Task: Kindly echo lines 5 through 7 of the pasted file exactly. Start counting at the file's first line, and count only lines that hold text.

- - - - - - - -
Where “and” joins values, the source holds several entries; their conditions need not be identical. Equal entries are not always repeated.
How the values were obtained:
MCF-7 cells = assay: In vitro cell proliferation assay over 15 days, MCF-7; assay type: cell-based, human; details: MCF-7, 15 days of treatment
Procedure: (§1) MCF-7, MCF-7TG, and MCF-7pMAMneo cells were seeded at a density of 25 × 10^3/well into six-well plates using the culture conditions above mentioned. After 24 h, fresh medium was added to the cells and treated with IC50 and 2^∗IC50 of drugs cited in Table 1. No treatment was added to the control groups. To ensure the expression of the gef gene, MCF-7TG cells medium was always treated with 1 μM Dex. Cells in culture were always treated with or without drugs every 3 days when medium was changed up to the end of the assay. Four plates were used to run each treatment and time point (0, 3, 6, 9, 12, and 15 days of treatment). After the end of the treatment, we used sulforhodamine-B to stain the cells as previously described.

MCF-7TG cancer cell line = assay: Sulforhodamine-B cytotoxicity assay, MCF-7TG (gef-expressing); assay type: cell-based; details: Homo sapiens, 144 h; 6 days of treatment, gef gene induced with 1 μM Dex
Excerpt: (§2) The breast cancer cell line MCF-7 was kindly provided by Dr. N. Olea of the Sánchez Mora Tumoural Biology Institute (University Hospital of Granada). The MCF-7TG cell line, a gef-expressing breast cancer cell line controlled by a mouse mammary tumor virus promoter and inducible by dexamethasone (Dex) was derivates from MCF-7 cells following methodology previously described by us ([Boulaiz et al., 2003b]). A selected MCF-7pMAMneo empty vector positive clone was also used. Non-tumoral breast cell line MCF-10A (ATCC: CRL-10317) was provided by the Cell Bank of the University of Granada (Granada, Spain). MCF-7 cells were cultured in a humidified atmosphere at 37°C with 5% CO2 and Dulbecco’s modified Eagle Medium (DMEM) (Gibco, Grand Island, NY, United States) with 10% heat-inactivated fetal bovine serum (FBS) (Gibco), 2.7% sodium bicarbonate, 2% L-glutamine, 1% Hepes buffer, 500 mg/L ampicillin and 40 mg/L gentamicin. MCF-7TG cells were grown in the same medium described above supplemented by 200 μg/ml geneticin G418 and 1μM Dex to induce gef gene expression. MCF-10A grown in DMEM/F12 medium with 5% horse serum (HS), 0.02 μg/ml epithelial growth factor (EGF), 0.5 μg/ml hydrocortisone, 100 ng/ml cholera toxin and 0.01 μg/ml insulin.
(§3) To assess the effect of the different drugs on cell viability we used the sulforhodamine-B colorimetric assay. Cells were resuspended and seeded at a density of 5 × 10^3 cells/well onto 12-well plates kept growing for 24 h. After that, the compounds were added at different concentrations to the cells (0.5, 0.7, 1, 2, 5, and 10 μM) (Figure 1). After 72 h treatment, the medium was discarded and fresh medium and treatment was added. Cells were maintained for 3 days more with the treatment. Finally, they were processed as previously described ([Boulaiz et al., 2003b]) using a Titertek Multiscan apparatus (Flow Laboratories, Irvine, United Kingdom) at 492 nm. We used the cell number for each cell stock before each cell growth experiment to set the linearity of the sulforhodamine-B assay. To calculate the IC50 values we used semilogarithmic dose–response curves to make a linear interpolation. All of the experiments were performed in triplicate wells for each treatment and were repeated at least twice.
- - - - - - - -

MCF-7TG cancer cell line = assay: Sulforhodamine-B cytotoxicity assay, MCF-7TG (gef-expressing); assay type: cell-based; details: Homo sapiens, 144 h; 6 days of treatment, gef gene induced with 1 μM Dex
Excerpt: (§2) The breast cancer cell line MCF-7 was kindly provided by Dr. N. Olea of the Sánchez Mora Tumoural Biology Institute (University Hospital of Granada). The MCF-7TG cell line, a gef-expressing breast cancer cell line controlled by a mouse mammary tumor virus promoter and inducible by dexamethasone (Dex) was derivates from MCF-7 cells following methodology previously described by us ([Boulaiz et al., 2003b]). A selected MCF-7pMAMneo empty vector positive clone was also used. Non-tumoral breast cell line MCF-10A (ATCC: CRL-10317) was provided by the Cell Bank of the University of Granada (Granada, Spain). MCF-7 cells were cultured in a humidified atmosphere at 37°C with 5% CO2 and Dulbecco’s modified Eagle Medium (DMEM) (Gibco, Grand Island, NY, United States) with 10% heat-inactivated fetal bovine serum (FBS) (Gibco), 2.7% sodium bicarbonate, 2% L-glutamine, 1% Hepes buffer, 500 mg/L ampicillin and 40 mg/L gentamicin. MCF-7TG cells were grown in the same medium described above supplemented by 200 μg/ml geneticin G418 and 1μM Dex to induce gef gene expression. MCF-10A grown in DMEM/F12 medium with 5% horse serum (HS), 0.02 μg/ml epithelial growth factor (EGF), 0.5 μg/ml hydrocortisone, 100 ng/ml cholera toxin and 0.01 μg/ml insulin.
(§3) To assess the effect of the different drugs on cell viability we used the sulforhodamine-B colorimetric assay. Cells were resuspended and seeded at a density of 5 × 10^3 cells/well onto 12-well plates kept growing for 24 h. After that, the compounds were added at different concentrations to the cells (0.5, 0.7, 1, 2, 5, and 10 μM) (Figure 1). After 72 h treatment, the medium was discarded and fresh medium and treatment was added. Cells were maintained for 3 days more with the treatment. Finally, they were processed as previously described ([Boulaiz et al., 2003b]) using a Titertek Multiscan apparatus (Flow Laboratories, Irvine, United Kingdom) at 492 nm. We used the cell number for each cell stock before each cell growth experiment to set the linearity of the sulforhodamine-B assay. To calculate the IC50 values we used semilogarithmic dose–response curves to make a linear interpolation. All of the experiments were performed in triplicate wells for each treatment and were repeated at least twice.